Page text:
LONDON, July 23 (Reuters) - Emerging equities hit new 17-month highs on Wednesday, buoyed by strong post-election gains in Indonesia and a rise in Russian stocks after a conciliatory tone from the Kremlin over the downed Malaysian Airlines jet.
A batch of positive earnings in Europe and the United States along with robust U.S. economic data have lifted sentiment and somewhat offset potential geopolitical repercussions from last week’s shooting down of a Malaysian Airlines plane over eastern Ukraine.
Political developments within emerging markets have also helped, with Indonesia declaring reform-minded Joko “Jokowi” Widodo as the winner of its presidential election. Jakarta shares rose nearly 1 percent while the rupiah set a two-month high.
“This is positive news, when both the equity markets and the rupiah strengthen. As per volatility and return potential versus its EM peers, (Indonesia) offers the best carry return,” said Tanya Rawat, analyst at Arqaam Capital in Dubai.
The cost of insuring Indonesian sovereign debt against default dropped on Wednesday with five-year credit default swaps dropping to 143 basis points from 149 bps on Tuesday, according to financial data provider Markit.
The Indonesian result also means this year’s hectic election cycle in emerging markets is continuing on a positive note after the win of another reform-minded leader in India, analysts say.
Brazilian equities had hit 16-month highs on Tuesday as polls showed left-leaning President Dilma Rousseff continuing to lose popularity, boosting the chances of a more reformist government after October elections.
Those gains have boosted MSCI’s emerging market equity index to levels last seen in early 2013 for year-to-date gains of 7.6 percent, on a par with Wall Street.
Russian shares were more than 1 percent higher a day after comments from President Vladimir Putin stating Russia would try to ensure that Ukrainian separatists cooperate with an investigation into the jet crash.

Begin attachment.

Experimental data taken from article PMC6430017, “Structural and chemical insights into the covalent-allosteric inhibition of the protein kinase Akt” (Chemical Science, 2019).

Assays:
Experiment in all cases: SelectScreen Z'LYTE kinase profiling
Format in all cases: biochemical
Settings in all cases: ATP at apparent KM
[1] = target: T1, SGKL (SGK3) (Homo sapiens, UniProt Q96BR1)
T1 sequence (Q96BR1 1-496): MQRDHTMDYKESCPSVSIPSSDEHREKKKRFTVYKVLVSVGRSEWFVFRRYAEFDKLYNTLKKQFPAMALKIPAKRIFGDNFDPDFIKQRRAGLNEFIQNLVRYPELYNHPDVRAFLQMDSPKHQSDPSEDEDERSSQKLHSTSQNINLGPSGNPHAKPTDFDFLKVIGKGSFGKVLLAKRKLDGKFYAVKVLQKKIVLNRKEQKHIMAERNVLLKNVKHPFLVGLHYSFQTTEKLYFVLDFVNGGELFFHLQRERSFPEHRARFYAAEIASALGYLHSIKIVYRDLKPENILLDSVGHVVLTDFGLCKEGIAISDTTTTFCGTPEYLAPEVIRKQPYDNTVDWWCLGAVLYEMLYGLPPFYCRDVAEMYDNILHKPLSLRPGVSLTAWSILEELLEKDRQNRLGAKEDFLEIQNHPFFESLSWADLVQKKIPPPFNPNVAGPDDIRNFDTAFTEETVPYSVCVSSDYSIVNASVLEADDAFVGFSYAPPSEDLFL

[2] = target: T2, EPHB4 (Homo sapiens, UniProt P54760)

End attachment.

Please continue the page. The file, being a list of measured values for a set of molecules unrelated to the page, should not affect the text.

U.S. intelligence officials said on Tuesday they believe pro-Russian separatists likely shot down Malaysia Airlines Flight MH17 “by mistake.”
“The new development is that at least the U.S. is recognising that there is no direct involvement of Russia and it was a mistake by Ukrainian separatists,” said Commerzbank analyst Thu Lan Nguyen.
Russian CDS dropped 6 basis points to 202 bps and the rouble rose 0.4 percent to the dollar to a near one-week high.
However, gains in Russian assets are likely to be capped by foreign investors’ reluctance to add positions due to sanctions-related risk and a looming economic recession.
“We are structurally underweight Russia predominantly on the weak economic outlook but also on the potential for tail risk moves on increased geopolitical uncertainty,” said Daniel Wood, a portfolio manager at Fischer Francis Trees & Watts, a BNP Paribas subsidiary.
“I believe that geopolitical events in the region over the past six months have added a higher structural risk premium to Russian assets that will not be reduced in the near future.”
The South African rand also firmed to nearly two-month highs versus the dollar on hopes a three-week long metalworkers strike would soon end while inflation data showed price growth running above the central bank’s target.
That indicates interest rates will remain high.
Elsewhere, Senegal is coming to the market on Wednesday with a new 10-year dollar bond, offering initial yield guidance in the 6.625 percent area, according to lead managers.
In Saudi Arabia, stocks were up 0.7 percent, adding to strong gains the previous day and reaching a new six-year-high after regulators said they would open the market to foreign institutional investors.
For GRAPHIC on emerging market FX performance 2014, see link.reuters.com/jus35t
For GRAPHIC on MSCI emerging index performance 2014, see link.reuters.com/weh36s
For GRAPHIC on MSCI emerging Europe performance 2014, see link.reuters.com/jun28s
For GRAPHIC on MSCI frontier index performance 2014, see link.reuters.com/zyh97s
For CENTRAL EUROPE market report, see
For TURKISH market report, see
For RUSSIAN market report, see )
Additional reporting by Spriha Srivastava; Editing by Susan Fenton